Runcie’s latest novel set in the set in the town of Grantchester, Cambridge, has his beloved vicar somewhat tempered by age. Building upon his complex relationships with his friends, The Dangers of Temptation has Sidney appointed to Archdeacon of Ely. Married to his beloved Hildegard, Sidney is also busy raising his four-year-old daughter, Anna. He still loves his jazz and his beloved Labrador; Dickens has been replaced by Byron; his housekeeper, Mrs. Maguire has quietly retired; and Leonard is pondering whether to become a bishop. Sidney still turns to Georgie Keating for company. Deeply in love with his wife, Cathy, Georgie has become a grandfather,
still sometimes chuffing at the fact that his adult children still live at home.
In this outing, Runcie focuses on several “sins.” Sidney’s investigative skills are piqued when he’s visited by beautiful Barbara Wilkinson, who wants him to rescue her
18-year-old son, Danny, from a commune recently established on a farm outside of Grantchester. Run by Fraser Pascoe, a new-age self-awareness guru, Barbara is of the opinion that the commune, The Family of Love, is a cult that Danny joined of his own freewill. When the decapitated body of Pascoe is discovered in a field between the farm and the church, Inspector Keating singles Barbara Wilkinson out as the prime suspect.
From here the novel segues outward into an exploration of the power of hatred and the nature of revenge. Pascoe’s violent death is balanced against the second story--that of Helena Randall’s missing necklace, unceremoniously lost by her daughter, Olivia--but not before Olivia’s boyfriend, Richard Lane,
is nearly killed by a herd of stampeding cows. The return of Mrs. Maguire’s husband, Ronnie, makes up the third story. After assuming he was killed in the war, Mrs. Maguire is flummoxed when Ronnie walks back into her life and “wants to make good on the mistakes of his past.”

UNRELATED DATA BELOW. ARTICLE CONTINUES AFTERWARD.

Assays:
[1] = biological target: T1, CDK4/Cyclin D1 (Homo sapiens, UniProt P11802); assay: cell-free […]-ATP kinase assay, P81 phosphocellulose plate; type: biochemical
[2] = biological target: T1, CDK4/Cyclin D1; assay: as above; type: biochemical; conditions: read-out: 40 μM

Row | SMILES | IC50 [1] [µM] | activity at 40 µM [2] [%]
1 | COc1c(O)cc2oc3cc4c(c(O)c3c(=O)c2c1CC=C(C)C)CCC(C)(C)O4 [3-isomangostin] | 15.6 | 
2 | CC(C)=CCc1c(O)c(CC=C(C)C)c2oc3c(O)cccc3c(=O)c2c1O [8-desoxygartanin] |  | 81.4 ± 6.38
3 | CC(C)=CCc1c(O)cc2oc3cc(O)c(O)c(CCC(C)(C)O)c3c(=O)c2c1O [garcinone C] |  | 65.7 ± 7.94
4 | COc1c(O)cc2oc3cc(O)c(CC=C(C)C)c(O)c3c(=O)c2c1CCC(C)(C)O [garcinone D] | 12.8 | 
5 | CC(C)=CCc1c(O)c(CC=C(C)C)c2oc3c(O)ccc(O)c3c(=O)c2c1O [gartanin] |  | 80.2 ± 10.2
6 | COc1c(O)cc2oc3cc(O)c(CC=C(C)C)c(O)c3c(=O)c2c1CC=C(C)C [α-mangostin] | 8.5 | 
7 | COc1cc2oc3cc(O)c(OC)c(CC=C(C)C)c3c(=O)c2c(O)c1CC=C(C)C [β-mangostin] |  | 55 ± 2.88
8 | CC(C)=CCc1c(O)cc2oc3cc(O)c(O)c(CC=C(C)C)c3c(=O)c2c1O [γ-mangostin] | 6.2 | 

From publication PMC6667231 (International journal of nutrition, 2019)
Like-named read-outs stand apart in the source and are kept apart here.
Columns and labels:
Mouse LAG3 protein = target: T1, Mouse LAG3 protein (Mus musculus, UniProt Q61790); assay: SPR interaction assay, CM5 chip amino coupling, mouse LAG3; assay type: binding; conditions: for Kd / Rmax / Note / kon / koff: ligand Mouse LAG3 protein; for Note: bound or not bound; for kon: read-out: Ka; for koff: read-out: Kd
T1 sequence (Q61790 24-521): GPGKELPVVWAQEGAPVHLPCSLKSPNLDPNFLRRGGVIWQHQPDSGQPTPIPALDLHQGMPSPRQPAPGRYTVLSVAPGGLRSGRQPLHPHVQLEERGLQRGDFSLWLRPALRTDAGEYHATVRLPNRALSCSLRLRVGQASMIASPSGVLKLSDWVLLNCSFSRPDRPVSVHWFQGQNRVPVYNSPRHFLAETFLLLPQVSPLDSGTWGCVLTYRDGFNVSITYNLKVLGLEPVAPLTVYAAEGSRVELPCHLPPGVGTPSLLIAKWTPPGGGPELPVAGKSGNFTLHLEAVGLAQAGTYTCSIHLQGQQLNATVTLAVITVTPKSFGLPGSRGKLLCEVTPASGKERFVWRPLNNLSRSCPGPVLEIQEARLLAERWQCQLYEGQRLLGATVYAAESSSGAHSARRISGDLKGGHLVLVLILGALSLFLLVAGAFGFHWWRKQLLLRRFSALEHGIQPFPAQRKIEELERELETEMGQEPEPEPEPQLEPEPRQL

While James Norton plays Sidney beautifully in the ITV/PBS series (which I think stands on its own and offers much more intensity and drama than the books), the charm of Runcie’s Grantchester mysteries
lies in the poignant character of Sidney Chambers himself, a handsome vicar with definite opinions on how to conduct an investigation, whether it’s murder, blackmail, or stolen property. Part of Sidney’s attraction is that he can deftly intrude into the lives of those suspected of nefarious deeds, carefully interviewing them without making them feel threatened. His caring and moral nature
and his loyalty to all his friends--Georgie, Amanda, Leonard, and Mrs. Maguire--add strength and texture to his different adventures.
Sidney loves Hildegard deeply, yet it is always to Amanda that Sidney feels drawn. Early on in their relationship, Sidney makes a promise with Amanda to always be friends. Damaged and unhappy in her own marriage, Amanda can’t see a way through the future when she confesses to Sidney that: “so many things mount up in front of you that you don’t know where you are anymore.”
As Amanda turns to Sidney for comfort, he’s forced to recognize that his wife has her own issues: “I feel like a stranger in both places: too German for England and now too English for Germany.”
Both charming and serious, The Dangers of Temptation examines many of society's dilemmas during the late 1960s, including the decriminalization of homosexuality, the influence of the Soviet Union (both Sidney and Hildegard travel to East Germany to visit her mother), the changing class system, and the Church of England’s attitude to “modern morality”
as it tries to find the right level of informed tolerance over matters such as sex before marriage and divorce. Being gay and closeted becomes an issue for Leonard when he falls in love with handsome Simon Hackford. Predictably, Leonard finds himself marginalized by the church’s view that the love of another man is something that can be “cured” and that such feelings are “temptations that should be resisted.” As Sidney ruminates on the mysteries of love--however odd it may seem to some--he’s able to show Leonard (and us) that while tenderness can often be pale and imperfect, it can also sometimes be a distorted reflection of the love of God.
Grantchester, beautifully situated on the River Cam, might be gorgeous, but like anywhere else, it is full of heartache and private regrets. Through Sidney’s eyes, Runcie embraces these sorrows as well as the power of faith, friendship, and the loyal connections that are passed down through the delicate passage of time.